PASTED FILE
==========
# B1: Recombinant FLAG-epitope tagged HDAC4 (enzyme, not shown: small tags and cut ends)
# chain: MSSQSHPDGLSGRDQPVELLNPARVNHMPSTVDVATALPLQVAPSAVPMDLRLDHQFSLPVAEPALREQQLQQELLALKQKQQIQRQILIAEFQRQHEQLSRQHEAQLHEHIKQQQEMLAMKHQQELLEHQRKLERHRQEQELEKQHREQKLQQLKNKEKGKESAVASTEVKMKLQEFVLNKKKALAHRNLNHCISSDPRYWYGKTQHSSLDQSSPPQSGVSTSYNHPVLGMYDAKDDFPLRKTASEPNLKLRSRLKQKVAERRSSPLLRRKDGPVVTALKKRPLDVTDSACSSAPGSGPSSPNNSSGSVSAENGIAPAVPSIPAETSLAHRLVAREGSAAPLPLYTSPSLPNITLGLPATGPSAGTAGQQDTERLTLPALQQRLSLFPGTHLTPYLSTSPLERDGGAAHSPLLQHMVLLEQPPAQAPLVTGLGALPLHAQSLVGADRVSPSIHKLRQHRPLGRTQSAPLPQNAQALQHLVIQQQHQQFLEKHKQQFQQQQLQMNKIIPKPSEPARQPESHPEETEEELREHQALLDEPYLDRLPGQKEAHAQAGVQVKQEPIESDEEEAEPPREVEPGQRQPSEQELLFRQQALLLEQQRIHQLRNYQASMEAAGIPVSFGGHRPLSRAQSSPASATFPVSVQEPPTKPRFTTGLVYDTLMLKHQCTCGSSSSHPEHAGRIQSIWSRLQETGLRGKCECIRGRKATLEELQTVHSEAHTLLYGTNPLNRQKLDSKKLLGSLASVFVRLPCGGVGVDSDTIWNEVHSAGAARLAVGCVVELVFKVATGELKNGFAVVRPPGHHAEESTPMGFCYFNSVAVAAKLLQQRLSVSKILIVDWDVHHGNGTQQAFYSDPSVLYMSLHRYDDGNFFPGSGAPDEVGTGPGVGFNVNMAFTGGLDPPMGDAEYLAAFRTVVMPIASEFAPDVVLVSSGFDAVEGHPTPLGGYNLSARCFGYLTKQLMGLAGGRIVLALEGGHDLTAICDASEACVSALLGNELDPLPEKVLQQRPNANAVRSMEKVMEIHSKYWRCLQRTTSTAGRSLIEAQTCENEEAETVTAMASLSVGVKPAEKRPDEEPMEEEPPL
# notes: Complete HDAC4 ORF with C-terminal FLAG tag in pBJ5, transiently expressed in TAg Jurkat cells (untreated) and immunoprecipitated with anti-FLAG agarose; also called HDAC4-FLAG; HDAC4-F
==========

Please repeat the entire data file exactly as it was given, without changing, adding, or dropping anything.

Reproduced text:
# B1: Recombinant FLAG-epitope tagged HDAC4 (enzyme, not shown: small tags and cut ends)
# chain: MSSQSHPDGLSGRDQPVELLNPARVNHMPSTVDVATALPLQVAPSAVPMDLRLDHQFSLPVAEPALREQQLQQELLALKQKQQIQRQILIAEFQRQHEQLSRQHEAQLHEHIKQQQEMLAMKHQQELLEHQRKLERHRQEQELEKQHREQKLQQLKNKEKGKESAVASTEVKMKLQEFVLNKKKALAHRNLNHCISSDPRYWYGKTQHSSLDQSSPPQSGVSTSYNHPVLGMYDAKDDFPLRKTASEPNLKLRSRLKQKVAERRSSPLLRRKDGPVVTALKKRPLDVTDSACSSAPGSGPSSPNNSSGSVSAENGIAPAVPSIPAETSLAHRLVAREGSAAPLPLYTSPSLPNITLGLPATGPSAGTAGQQDTERLTLPALQQRLSLFPGTHLTPYLSTSPLERDGGAAHSPLLQHMVLLEQPPAQAPLVTGLGALPLHAQSLVGADRVSPSIHKLRQHRPLGRTQSAPLPQNAQALQHLVIQQQHQQFLEKHKQQFQQQQLQMNKIIPKPSEPARQPESHPEETEEELREHQALLDEPYLDRLPGQKEAHAQAGVQVKQEPIESDEEEAEPPREVEPGQRQPSEQELLFRQQALLLEQQRIHQLRNYQASMEAAGIPVSFGGHRPLSRAQSSPASATFPVSVQEPPTKPRFTTGLVYDTLMLKHQCTCGSSSSHPEHAGRIQSIWSRLQETGLRGKCECIRGRKATLEELQTVHSEAHTLLYGTNPLNRQKLDSKKLLGSLASVFVRLPCGGVGVDSDTIWNEVHSAGAARLAVGCVVELVFKVATGELKNGFAVVRPPGHHAEESTPMGFCYFNSVAVAAKLLQQRLSVSKILIVDWDVHHGNGTQQAFYSDPSVLYMSLHRYDDGNFFPGSGAPDEVGTGPGVGFNVNMAFTGGLDPPMGDAEYLAAFRTVVMPIASEFAPDVVLVSSGFDAVEGHPTPLGGYNLSARCFGYLTKQLMGLAGGRIVLALEGGHDLTAICDASEACVSALLGNELDPLPEKVLQQRPNANAVRSMEKVMEIHSKYWRCLQRTTSTAGRSLIEAQTCENEEAETVTAMASLSVGVKPAEKRPDEEPMEEEPPL
# notes: Complete HDAC4 ORF with C-terminal FLAG tag in pBJ5, transiently expressed in TAg Jurkat cells (untreated) and immunoprecipitated with anti-FLAG agarose; also called HDAC4-FLAG; HDAC4-F